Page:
Offshore renewable energy development new rules and regulations could be introduced in the U.S. this year, potentially cutting the red tape for companies looking to put their wind, wave, or tidal projects in the water. Ken Salazar, the new head of the Department of the Interior, made an announcement this week that he plans to set a framework for offshore renewable energy “in the coming months.”
There was supposed to be rules in place as much as three years ago as part of the Energy Policy Act of 2005, but “The Bush administration was so intent on opening new areas for oil and gas offshore that it torpedoed offshore renewable energy efforts,” Salazar said.
Offshore wind energy is becoming a big contender for the nations renewable energy plan going forward, with many projects beginning to look like they might receive planning permission. There are at least two big offshore wind projects on the way in the Northeast that could benefit from a streamlined bureaucracy, including a 350-MW project in New Jersey by Deepwater Wind and the Public Service Enterprise Group and a 400-MW project in Rhode Island again by Deepwater Wind.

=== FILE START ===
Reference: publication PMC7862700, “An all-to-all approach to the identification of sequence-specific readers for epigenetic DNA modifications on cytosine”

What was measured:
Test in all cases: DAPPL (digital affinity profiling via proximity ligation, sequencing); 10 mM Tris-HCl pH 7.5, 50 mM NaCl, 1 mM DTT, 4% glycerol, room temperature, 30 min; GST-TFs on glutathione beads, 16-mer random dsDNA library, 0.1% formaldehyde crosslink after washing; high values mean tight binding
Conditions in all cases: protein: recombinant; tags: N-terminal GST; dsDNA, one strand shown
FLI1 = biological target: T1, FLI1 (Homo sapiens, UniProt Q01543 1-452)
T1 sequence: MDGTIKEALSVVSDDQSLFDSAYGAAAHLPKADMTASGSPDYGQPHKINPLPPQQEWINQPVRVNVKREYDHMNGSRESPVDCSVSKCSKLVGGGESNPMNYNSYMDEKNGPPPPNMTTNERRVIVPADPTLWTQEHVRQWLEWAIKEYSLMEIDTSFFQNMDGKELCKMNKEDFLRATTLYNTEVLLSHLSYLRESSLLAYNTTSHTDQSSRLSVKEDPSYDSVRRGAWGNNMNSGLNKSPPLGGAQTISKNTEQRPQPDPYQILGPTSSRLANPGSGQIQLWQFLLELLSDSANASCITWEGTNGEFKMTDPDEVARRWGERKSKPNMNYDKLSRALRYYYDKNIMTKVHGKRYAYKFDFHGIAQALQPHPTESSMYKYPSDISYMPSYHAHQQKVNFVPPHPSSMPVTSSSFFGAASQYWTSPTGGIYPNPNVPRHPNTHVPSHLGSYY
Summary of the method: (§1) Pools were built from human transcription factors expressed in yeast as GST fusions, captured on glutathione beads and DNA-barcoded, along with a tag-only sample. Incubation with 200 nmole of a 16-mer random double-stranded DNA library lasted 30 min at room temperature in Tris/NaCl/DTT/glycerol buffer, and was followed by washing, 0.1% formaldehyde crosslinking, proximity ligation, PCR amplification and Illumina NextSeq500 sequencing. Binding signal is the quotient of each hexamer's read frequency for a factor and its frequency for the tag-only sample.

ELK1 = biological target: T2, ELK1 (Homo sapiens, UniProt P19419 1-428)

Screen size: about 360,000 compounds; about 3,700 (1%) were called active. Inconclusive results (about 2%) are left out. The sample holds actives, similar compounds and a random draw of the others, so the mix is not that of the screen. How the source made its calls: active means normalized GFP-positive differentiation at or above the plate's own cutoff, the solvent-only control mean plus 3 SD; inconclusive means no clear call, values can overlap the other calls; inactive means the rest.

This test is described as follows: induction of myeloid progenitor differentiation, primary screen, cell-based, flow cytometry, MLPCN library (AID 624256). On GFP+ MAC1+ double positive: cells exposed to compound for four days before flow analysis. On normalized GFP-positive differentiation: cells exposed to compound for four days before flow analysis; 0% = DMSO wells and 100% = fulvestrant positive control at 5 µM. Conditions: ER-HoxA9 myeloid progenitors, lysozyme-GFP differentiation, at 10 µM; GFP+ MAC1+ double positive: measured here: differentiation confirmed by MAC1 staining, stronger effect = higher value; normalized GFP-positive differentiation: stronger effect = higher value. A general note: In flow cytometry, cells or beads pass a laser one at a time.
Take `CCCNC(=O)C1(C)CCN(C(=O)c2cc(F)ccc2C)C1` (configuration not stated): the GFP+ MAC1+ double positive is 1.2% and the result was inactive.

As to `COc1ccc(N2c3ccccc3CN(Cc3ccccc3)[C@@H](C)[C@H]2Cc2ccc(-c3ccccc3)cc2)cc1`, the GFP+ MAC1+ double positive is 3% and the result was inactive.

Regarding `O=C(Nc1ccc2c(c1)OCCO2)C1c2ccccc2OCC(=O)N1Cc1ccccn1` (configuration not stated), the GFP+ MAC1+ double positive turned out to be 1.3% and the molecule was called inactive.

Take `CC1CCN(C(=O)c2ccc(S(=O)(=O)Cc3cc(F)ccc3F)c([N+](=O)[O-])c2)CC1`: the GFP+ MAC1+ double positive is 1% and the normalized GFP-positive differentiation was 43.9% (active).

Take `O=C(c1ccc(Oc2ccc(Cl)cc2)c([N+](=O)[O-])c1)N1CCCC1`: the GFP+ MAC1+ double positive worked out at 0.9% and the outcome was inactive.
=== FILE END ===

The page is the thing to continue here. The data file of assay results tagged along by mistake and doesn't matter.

The biggest winner could be the relatively young ocean power industry. Currently there are only a handful of projects worldwide in the ocean and generating energy that is feeding into a grid. There is quite a lot of contradictory and confusing laws and bureaucracy in the U.S. at the moment that could do with clearing up and streamlining.
Clearing up the interagency dispute between the Federal Energy Regulatory Commission and the Minerals Management Service could be a boon to Lockheed Martin and Ocean Power Technologies. The two announced plans last month to work together on a utility-scale wave power project that would be located off the coast of California or Oregon.